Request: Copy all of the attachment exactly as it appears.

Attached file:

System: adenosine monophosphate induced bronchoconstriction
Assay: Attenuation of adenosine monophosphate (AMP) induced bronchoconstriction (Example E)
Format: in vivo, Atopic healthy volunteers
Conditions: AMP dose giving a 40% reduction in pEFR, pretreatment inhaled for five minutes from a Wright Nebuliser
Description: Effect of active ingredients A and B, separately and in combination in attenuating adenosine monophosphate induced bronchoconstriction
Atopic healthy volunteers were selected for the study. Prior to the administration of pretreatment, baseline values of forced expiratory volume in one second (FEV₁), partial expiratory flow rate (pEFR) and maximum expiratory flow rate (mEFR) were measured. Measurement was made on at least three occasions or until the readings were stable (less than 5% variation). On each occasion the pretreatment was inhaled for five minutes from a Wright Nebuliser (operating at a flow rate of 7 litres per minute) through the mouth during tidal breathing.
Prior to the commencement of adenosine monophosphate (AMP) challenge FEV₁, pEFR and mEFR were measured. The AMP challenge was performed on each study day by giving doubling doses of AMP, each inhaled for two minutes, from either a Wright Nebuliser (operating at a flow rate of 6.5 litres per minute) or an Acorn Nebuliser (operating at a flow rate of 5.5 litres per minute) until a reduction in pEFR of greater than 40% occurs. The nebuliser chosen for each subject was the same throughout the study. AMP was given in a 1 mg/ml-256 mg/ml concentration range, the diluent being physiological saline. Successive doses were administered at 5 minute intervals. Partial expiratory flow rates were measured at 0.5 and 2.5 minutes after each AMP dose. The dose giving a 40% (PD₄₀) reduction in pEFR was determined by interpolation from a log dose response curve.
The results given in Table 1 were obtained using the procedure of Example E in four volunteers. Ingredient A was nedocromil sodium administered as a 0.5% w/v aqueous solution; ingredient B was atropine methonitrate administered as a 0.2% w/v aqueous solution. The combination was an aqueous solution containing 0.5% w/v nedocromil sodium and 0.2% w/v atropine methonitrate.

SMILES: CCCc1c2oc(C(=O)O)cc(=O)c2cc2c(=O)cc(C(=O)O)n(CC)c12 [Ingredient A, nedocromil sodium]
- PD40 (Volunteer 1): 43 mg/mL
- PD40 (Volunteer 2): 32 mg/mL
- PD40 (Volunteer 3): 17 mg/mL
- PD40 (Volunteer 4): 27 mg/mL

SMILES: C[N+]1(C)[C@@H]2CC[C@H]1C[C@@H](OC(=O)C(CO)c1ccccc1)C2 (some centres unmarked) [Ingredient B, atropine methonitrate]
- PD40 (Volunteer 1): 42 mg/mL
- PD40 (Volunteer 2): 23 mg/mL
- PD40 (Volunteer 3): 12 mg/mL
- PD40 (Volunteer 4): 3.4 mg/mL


System: adenosine monophosphate induced bronchoconstriction
Assay: Attenuation of adenosine monophosphate (AMP) induced bronchoconstriction (Example E)
Format: in vivo, Atopic healthy volunteers
Conditions: AMP dose giving a 40% reduction in pEFR, pretreatment inhaled for five minutes from a Wright Nebuliser
Description: Effect of active ingredients A and B, separately and in combination in attenuating adenosine monophosphate induced bronchoconstriction
Atopic healthy volunteers were selected for the study. Prior to the administration of pretreatment, baseline values of forced expiratory volume in one second (FEV₁), partial expiratory flow rate (pEFR) and maximum expiratory flow rate (mEFR) were measured. Measurement was made on at least three occasions or until the readings were stable (less than 5% variation). On each occasion the pretreatment was inhaled for five minutes from a Wright Nebuliser (operating at a flow rate of 7 litres per minute) through the mouth during tidal breathing.
Prior to the commencement of adenosine monophosphate (AMP) challenge FEV₁, pEFR and mEFR were measured. The AMP challenge was performed on each study day by giving doubling doses of AMP, each inhaled for two minutes, from either a Wright Nebuliser (operating at a flow rate of 6.5 litres per minute) or an Acorn Nebuliser (operating at a flow rate of 5.5 litres per minute) until a reduction in pEFR of greater than 40% occurs. The nebuliser chosen for each subject was the same throughout the study. AMP was given in a 1 mg/ml-256 mg/ml concentration range, the diluent being physiological saline. Successive doses were administered at 5 minute intervals. Partial expiratory flow rates were measured at 0.5 and 2.5 minutes after each AMP dose. The dose giving a 40% (PD₄₀) reduction in pEFR was determined by interpolation from a log dose response curve.
The results given in Table 1 were obtained using the procedure of Example E in four volunteers. Ingredient A was nedocromil sodium administered as a 0.5% w/v aqueous solution; ingredient B was atropine methonitrate administered as a 0.2% w/v aqueous solution. The combination was an aqueous solution containing 0.5% w/v nedocromil sodium and 0.2% w/v atropine methonitrate.

SMILES: CCCc1c2oc(C(=O)O)cc(=O)c2cc2c(=O)cc(C(=O)O)n(CC)c12 [Ingredient A, nedocromil sodium]
- PD40 (Volunteer 1): 43 mg/mL
- PD40 (Volunteer 2): 32 mg/mL
- PD40 (Volunteer 3): 17 mg/mL
- PD40 (Volunteer 4): 27 mg/mL

SMILES: C[N+]1(C)[C@@H]2CC[C@H]1C[C@@H](OC(=O)C(CO)c1ccccc1)C2 (some centres unmarked) [Ingredient B, atropine methonitrate]
- PD40 (Volunteer 1): 42 mg/mL
- PD40 (Volunteer 2): 23 mg/mL
- PD40 (Volunteer 3): 12 mg/mL
- PD40 (Volunteer 4): 3.4 mg/mL